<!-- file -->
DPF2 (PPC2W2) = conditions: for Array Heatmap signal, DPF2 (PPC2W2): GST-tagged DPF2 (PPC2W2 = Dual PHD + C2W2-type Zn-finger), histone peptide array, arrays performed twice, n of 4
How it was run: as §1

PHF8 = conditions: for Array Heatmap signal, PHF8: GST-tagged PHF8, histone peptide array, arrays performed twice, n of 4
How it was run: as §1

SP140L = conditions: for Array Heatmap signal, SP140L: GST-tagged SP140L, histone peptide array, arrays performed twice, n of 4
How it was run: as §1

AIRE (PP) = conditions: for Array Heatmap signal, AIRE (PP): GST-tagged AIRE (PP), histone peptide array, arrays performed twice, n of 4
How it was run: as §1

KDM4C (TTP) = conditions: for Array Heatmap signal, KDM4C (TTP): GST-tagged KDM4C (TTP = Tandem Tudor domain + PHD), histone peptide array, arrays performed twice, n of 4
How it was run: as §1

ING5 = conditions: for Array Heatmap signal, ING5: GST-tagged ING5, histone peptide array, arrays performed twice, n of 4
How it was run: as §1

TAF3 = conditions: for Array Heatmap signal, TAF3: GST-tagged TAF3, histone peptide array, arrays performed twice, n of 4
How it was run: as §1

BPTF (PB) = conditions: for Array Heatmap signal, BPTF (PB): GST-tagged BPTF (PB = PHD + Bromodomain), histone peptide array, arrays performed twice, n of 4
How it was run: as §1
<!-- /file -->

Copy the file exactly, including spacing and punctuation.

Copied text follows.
DPF2 (PPC2W2) = conditions: for Array Heatmap signal, DPF2 (PPC2W2): GST-tagged DPF2 (PPC2W2 = Dual PHD + C2W2-type Zn-finger), histone peptide array, arrays performed twice, n of 4
How it was run: as §1

PHF8 = conditions: for Array Heatmap signal, PHF8: GST-tagged PHF8, histone peptide array, arrays performed twice, n of 4
How it was run: as §1

SP140L = conditions: for Array Heatmap signal, SP140L: GST-tagged SP140L, histone peptide array, arrays performed twice, n of 4
How it was run: as §1

AIRE (PP) = conditions: for Array Heatmap signal, AIRE (PP): GST-tagged AIRE (PP), histone peptide array, arrays performed twice, n of 4
How it was run: as §1

KDM4C (TTP) = conditions: for Array Heatmap signal, KDM4C (TTP): GST-tagged KDM4C (TTP = Tandem Tudor domain + PHD), histone peptide array, arrays performed twice, n of 4
How it was run: as §1

ING5 = conditions: for Array Heatmap signal, ING5: GST-tagged ING5, histone peptide array, arrays performed twice, n of 4
How it was run: as §1

TAF3 = conditions: for Array Heatmap signal, TAF3: GST-tagged TAF3, histone peptide array, arrays performed twice, n of 4
How it was run: as §1

BPTF (PB) = conditions: for Array Heatmap signal, BPTF (PB): GST-tagged BPTF (PB = PHD + Bromodomain), histone peptide array, arrays performed twice, n of 4
How it was run: as §1